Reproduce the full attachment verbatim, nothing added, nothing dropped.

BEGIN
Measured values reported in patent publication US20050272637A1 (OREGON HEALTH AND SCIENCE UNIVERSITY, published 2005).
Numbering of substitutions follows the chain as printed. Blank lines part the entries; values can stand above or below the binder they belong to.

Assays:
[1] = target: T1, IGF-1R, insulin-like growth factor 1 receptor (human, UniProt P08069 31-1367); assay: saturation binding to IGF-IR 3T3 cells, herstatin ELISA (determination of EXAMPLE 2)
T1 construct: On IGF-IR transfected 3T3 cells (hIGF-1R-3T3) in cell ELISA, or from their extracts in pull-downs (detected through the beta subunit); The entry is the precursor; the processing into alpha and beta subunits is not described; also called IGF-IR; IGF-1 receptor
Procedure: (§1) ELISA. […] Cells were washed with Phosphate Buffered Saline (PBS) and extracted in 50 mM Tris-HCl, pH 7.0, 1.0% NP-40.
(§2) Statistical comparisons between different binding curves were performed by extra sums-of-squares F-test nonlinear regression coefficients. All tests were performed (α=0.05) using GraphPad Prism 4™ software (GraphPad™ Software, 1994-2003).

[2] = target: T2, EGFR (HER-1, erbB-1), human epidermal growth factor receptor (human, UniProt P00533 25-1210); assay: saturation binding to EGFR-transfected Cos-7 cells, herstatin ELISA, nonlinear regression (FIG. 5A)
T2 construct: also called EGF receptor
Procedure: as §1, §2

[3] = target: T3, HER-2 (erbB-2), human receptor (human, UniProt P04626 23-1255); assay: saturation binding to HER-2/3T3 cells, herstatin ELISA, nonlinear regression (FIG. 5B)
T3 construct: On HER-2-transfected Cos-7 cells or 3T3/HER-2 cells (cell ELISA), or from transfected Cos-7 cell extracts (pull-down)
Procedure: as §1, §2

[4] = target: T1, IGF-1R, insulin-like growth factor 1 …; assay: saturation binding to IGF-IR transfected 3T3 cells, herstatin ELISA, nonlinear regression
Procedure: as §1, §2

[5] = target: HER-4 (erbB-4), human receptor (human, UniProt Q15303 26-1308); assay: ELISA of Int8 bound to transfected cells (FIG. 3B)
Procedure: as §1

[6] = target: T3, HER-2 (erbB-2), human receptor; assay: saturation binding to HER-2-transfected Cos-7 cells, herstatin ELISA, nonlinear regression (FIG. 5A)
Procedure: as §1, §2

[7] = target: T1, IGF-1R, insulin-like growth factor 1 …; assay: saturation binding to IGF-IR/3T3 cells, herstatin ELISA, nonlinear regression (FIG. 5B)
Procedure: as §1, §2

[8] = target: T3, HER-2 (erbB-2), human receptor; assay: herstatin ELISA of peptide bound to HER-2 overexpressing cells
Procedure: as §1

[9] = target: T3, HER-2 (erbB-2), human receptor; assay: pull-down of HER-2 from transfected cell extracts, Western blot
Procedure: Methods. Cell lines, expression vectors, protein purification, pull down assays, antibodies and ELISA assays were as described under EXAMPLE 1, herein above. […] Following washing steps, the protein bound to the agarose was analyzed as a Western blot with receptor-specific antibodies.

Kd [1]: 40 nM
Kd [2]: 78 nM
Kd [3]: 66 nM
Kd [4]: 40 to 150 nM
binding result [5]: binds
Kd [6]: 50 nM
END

Measured values reported in patent publication US20050272637A1 (OREGON HEALTH AND SCIENCE UNIVERSITY, published 2005).
Numbering of substitutions follows the chain as printed. Blank lines part the entries; values can stand above or below the binder they belong to.

Assays:
[1] = target: T1, IGF-1R, insulin-like growth factor 1 receptor (human, UniProt P08069 31-1367); assay: saturation binding to IGF-IR 3T3 cells, herstatin ELISA (determination of EXAMPLE 2)
T1 construct: On IGF-IR transfected 3T3 cells (hIGF-1R-3T3) in cell ELISA, or from their extracts in pull-downs (detected through the beta subunit); The entry is the precursor; the processing into alpha and beta subunits is not described; also called IGF-IR; IGF-1 receptor
Procedure: (§1) ELISA. […] Cells were washed with Phosphate Buffered Saline (PBS) and extracted in 50 mM Tris-HCl, pH 7.0, 1.0% NP-40.
(§2) Statistical comparisons between different binding curves were performed by extra sums-of-squares F-test nonlinear regression coefficients. All tests were performed (α=0.05) using GraphPad Prism 4™ software (GraphPad™ Software, 1994-2003).

[2] = target: T2, EGFR (HER-1, erbB-1), human epidermal growth factor receptor (human, UniProt P00533 25-1210); assay: saturation binding to EGFR-transfected Cos-7 cells, herstatin ELISA, nonlinear regression (FIG. 5A)
T2 construct: also called EGF receptor
Procedure: as §1, §2

[3] = target: T3, HER-2 (erbB-2), human receptor (human, UniProt P04626 23-1255); assay: saturation binding to HER-2/3T3 cells, herstatin ELISA, nonlinear regression (FIG. 5B)
T3 construct: On HER-2-transfected Cos-7 cells or 3T3/HER-2 cells (cell ELISA), or from transfected Cos-7 cell extracts (pull-down)
Procedure: as §1, §2

[4] = target: T1, IGF-1R, insulin-like growth factor 1 …; assay: saturation binding to IGF-IR transfected 3T3 cells, herstatin ELISA, nonlinear regression
Procedure: as §1, §2

[5] = target: HER-4 (erbB-4), human receptor (human, UniProt Q15303 26-1308); assay: ELISA of Int8 bound to transfected cells (FIG. 3B)
Procedure: as §1

[6] = target: T3, HER-2 (erbB-2), human receptor; assay: saturation binding to HER-2-transfected Cos-7 cells, herstatin ELISA, nonlinear regression (FIG. 5A)
Procedure: as §1, §2

[7] = target: T1, IGF-1R, insulin-like growth factor 1 …; assay: saturation binding to IGF-IR/3T3 cells, herstatin ELISA, nonlinear regression (FIG. 5B)
Procedure: as §1, §2

[8] = target: T3, HER-2 (erbB-2), human receptor; assay: herstatin ELISA of peptide bound to HER-2 overexpressing cells
Procedure: as §1

[9] = target: T3, HER-2 (erbB-2), human receptor; assay: pull-down of HER-2 from transfected cell extracts, Western blot
Procedure: Methods. Cell lines, expression vectors, protein purification, pull down assays, antibodies and ELISA assays were as described under EXAMPLE 1, herein above. […] Following washing steps, the protein bound to the agarose was analyzed as a Western blot with receptor-specific antibodies.

Kd [1]: 40 nM
Kd [2]: 78 nM
Kd [3]: 66 nM
Kd [4]: 40 to 150 nM
binding result [5]: binds
Kd [6]: 50 nM